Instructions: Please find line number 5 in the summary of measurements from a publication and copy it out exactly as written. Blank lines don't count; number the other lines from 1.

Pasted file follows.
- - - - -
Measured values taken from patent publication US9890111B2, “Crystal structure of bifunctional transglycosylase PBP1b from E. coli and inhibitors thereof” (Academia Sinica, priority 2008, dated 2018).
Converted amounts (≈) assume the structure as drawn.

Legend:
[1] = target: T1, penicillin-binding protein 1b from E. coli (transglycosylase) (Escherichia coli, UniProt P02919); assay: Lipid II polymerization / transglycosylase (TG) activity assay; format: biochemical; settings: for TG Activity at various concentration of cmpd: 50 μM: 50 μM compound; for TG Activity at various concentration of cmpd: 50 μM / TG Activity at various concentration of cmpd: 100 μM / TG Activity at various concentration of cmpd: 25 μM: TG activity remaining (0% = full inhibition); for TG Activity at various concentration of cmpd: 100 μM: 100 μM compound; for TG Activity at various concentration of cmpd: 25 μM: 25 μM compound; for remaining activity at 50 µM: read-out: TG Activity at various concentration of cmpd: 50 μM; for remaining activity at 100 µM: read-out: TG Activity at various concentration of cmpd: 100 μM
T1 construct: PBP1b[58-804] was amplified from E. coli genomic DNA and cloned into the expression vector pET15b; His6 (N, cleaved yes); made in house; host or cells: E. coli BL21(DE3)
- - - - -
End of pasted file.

T1 construct: PBP1b[58-804] was amplified from E. coli genomic DNA and cloned into the expression vector pET15b; His6 (N, cleaved yes); made in house; host or cells: E. coli BL21(DE3)